Conclusion

Having an accurate understanding and appreciation of the advantages of the male prepuce will begin to offer women the opportunity to empower their lives and child birthing experiences. It is important that physicians be given legitimate resources on just how vital the foreskin is to protecting against disease and invading pathogens [1]; in addition to offering functional sexual organs with necessary skin mobility for intercourse as well as the opportunity to enjoy the full potential of the pleasures of sexual intimacy [1]. Also, the care for such a uniquely viable organ is extraordinarily simple. The prepuce can be cleaned and cared for with warm water, without the use of any artificial substances like soap, or invasive internal cleaning [3]. The first person to retract a boy’s foreskin should be the boy himself. Everyone else should leave it alone and let nature function in its own right. The membrane embedded under the foreskin is the male’s first line of defense against infection, and the foreskin’s forcible retraction disrupts this protective order, causing necessary and avoidable trauma and pain [4].



The advocacy for better knowledge of the male sexual organs helps to dispel myths about the human body and male sexuality as well as taboos surrounding childbirth. These available resources allow for an informed decision on foreskin-friendly parenting based on awareness and education as opposed to common inaccurate and misleading beliefs that can otherwise promote damage to the male body or cause unreasonable guilt for protecting boys from the damages of non-therapeutic circumcision.





References:

[1] Hill, G. (2007). The Case against circumcision. Journal of Men's Health and Gender, 4(3), 318-323



[2] Foreskin Sexual Function/Circumcision Sexual Dysfunction. Circumcision information resource pages. Retrieved (2009, September 07) from http://www.cirp.org/library/sex_function/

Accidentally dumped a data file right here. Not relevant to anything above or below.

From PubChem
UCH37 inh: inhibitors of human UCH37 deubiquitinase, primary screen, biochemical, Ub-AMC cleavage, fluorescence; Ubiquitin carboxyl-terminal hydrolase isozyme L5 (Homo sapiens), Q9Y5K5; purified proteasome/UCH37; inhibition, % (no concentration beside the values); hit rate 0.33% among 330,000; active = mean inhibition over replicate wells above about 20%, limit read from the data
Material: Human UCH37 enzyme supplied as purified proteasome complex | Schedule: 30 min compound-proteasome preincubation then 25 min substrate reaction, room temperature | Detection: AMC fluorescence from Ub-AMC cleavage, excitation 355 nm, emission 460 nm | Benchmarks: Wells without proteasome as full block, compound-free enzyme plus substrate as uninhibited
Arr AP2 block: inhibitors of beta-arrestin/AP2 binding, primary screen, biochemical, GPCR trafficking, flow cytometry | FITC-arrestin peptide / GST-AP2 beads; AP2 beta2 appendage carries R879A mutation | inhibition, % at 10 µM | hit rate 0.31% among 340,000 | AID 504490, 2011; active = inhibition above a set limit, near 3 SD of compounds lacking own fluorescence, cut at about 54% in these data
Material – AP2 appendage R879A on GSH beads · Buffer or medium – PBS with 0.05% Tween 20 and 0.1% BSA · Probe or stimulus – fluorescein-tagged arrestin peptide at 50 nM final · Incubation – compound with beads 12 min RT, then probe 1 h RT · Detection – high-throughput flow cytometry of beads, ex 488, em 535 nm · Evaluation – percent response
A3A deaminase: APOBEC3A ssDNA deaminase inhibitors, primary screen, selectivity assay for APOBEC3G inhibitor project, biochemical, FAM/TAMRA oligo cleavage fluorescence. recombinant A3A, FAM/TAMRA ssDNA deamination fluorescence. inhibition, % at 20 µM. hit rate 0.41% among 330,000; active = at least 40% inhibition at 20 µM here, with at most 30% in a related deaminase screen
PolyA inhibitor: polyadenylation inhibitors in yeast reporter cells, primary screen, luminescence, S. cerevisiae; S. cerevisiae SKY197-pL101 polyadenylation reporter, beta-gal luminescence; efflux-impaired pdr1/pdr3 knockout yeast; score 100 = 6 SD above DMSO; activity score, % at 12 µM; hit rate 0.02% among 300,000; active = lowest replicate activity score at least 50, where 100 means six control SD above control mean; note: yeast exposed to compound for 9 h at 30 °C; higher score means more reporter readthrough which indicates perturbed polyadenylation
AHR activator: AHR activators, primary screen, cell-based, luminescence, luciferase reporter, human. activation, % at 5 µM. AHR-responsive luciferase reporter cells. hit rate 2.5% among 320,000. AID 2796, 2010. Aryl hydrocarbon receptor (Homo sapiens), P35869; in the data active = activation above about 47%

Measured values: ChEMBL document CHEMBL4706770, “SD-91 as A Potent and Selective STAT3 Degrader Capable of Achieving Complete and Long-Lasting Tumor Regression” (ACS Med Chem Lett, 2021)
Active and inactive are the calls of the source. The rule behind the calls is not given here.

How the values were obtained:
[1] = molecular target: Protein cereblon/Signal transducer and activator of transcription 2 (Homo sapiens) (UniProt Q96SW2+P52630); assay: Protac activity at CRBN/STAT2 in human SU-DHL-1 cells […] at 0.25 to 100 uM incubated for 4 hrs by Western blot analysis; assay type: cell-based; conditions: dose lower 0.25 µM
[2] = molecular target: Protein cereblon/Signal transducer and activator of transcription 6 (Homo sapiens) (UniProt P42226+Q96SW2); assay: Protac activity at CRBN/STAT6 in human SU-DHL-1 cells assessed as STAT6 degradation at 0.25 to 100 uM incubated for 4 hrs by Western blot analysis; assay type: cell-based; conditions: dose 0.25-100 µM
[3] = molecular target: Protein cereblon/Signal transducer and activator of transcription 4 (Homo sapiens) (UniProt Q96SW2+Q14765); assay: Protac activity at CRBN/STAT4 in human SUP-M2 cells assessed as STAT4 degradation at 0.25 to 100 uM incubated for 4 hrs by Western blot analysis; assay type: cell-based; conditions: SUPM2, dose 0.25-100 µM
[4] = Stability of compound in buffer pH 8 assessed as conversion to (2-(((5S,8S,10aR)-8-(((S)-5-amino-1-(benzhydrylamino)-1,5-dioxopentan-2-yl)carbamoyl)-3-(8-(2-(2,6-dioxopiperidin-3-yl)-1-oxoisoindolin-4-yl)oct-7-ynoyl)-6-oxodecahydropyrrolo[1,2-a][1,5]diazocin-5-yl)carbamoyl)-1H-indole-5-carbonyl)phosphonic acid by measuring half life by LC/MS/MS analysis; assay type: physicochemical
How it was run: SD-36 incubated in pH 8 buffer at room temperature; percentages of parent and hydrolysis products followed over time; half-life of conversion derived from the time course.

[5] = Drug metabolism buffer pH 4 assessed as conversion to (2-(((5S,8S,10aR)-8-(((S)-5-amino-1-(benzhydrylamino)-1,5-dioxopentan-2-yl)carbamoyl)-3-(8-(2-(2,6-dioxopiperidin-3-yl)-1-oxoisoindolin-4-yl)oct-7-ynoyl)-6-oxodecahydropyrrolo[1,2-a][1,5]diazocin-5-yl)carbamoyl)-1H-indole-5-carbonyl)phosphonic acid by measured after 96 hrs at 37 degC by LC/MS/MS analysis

[3] Geisheker, JV, & Travis, JW. (2008, May 30). Only Clean what is seen - reversing the epidemic of forcible foreskin retractions. Kindred Community, 28-33.



[4] Milos, MF. (2010). Letters to the Editor: Re: Provencio-Vasquez, E. & Rodriguez, A. (2009). Collaborative practice: Circumcision revisited. Journal for Specialists in Pediatric Nursing, 14(4), 295-297. . (2010). Wiley periodicals, Inc.



About the author
Travis is pursuing Bachelor’s degrees in Philosophy and Women’s Studies, with a minor in Sociology. He is an intern for Doctors Opposing Circumcision and an affiliated member of Intact America, Feminist Majority Foundation, and the National Organization for Women. Travis has participated in various feminist conferences throughout the United States and is an active intactivist. He strives for better knowledge and awareness of genital tissue, its diverse functions and roles, in order to promote integrity and protection from invasive and damaging non-therapeutic and religious circumcisions on children. Most recently, he founded the Las Vegas, Nevada chapter of the National Organization of Circumcision Information Resource Centers.